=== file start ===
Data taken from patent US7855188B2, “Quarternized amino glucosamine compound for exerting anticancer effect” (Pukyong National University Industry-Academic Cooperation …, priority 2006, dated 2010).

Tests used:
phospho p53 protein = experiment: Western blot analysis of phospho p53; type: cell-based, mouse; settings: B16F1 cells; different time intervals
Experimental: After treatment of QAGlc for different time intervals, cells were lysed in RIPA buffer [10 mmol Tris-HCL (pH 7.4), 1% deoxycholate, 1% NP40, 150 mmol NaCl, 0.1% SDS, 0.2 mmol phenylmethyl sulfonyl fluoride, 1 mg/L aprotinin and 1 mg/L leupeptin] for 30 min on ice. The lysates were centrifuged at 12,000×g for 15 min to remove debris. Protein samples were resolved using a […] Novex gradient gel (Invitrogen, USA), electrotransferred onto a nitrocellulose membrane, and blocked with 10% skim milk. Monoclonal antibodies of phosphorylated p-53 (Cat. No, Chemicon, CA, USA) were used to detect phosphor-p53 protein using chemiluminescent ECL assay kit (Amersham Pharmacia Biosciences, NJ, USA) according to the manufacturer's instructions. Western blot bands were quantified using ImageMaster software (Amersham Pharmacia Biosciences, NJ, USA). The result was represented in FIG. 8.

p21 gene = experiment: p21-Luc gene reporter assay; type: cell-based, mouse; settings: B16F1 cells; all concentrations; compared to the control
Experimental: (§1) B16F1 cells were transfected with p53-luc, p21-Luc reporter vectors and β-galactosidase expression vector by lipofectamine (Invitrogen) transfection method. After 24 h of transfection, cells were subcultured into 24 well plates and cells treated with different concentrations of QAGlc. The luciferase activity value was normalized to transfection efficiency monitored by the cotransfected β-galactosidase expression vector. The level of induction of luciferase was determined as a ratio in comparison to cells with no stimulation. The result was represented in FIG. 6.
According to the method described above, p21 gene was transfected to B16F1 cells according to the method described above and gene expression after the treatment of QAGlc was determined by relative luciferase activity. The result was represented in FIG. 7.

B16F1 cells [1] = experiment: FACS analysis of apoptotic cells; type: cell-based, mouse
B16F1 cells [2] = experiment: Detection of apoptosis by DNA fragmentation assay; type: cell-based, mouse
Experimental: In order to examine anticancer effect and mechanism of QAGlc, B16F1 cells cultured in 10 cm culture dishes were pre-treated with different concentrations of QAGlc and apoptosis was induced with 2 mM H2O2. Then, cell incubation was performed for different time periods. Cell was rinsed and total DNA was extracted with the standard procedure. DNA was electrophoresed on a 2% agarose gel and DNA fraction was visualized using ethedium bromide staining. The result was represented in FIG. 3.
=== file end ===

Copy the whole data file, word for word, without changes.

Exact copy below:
Data taken from patent US7855188B2, “Quarternized amino glucosamine compound for exerting anticancer effect” (Pukyong National University Industry-Academic Cooperation …, priority 2006, dated 2010).

Tests used:
phospho p53 protein = experiment: Western blot analysis of phospho p53; type: cell-based, mouse; settings: B16F1 cells; different time intervals
Experimental: After treatment of QAGlc for different time intervals, cells were lysed in RIPA buffer [10 mmol Tris-HCL (pH 7.4), 1% deoxycholate, 1% NP40, 150 mmol NaCl, 0.1% SDS, 0.2 mmol phenylmethyl sulfonyl fluoride, 1 mg/L aprotinin and 1 mg/L leupeptin] for 30 min on ice. The lysates were centrifuged at 12,000×g for 15 min to remove debris. Protein samples were resolved using a […] Novex gradient gel (Invitrogen, USA), electrotransferred onto a nitrocellulose membrane, and blocked with 10% skim milk. Monoclonal antibodies of phosphorylated p-53 (Cat. No, Chemicon, CA, USA) were used to detect phosphor-p53 protein using chemiluminescent ECL assay kit (Amersham Pharmacia Biosciences, NJ, USA) according to the manufacturer's instructions. Western blot bands were quantified using ImageMaster software (Amersham Pharmacia Biosciences, NJ, USA). The result was represented in FIG. 8.

p21 gene = experiment: p21-Luc gene reporter assay; type: cell-based, mouse; settings: B16F1 cells; all concentrations; compared to the control
Experimental: (§1) B16F1 cells were transfected with p53-luc, p21-Luc reporter vectors and β-galactosidase expression vector by lipofectamine (Invitrogen) transfection method. After 24 h of transfection, cells were subcultured into 24 well plates and cells treated with different concentrations of QAGlc. The luciferase activity value was normalized to transfection efficiency monitored by the cotransfected β-galactosidase expression vector. The level of induction of luciferase was determined as a ratio in comparison to cells with no stimulation. The result was represented in FIG. 6.
According to the method described above, p21 gene was transfected to B16F1 cells according to the method described above and gene expression after the treatment of QAGlc was determined by relative luciferase activity. The result was represented in FIG. 7.

B16F1 cells [1] = experiment: FACS analysis of apoptotic cells; type: cell-based, mouse
B16F1 cells [2] = experiment: Detection of apoptosis by DNA fragmentation assay; type: cell-based, mouse
Experimental: In order to examine anticancer effect and mechanism of QAGlc, B16F1 cells cultured in 10 cm culture dishes were pre-treated with different concentrations of QAGlc and apoptosis was induced with 2 mM H2O2. Then, cell incubation was performed for different time periods. Cell was rinsed and total DNA was extracted with the standard procedure. DNA was electrophoresed on a 2% agarose gel and DNA fraction was visualized using ethedium bromide staining. The result was represented in FIG. 3.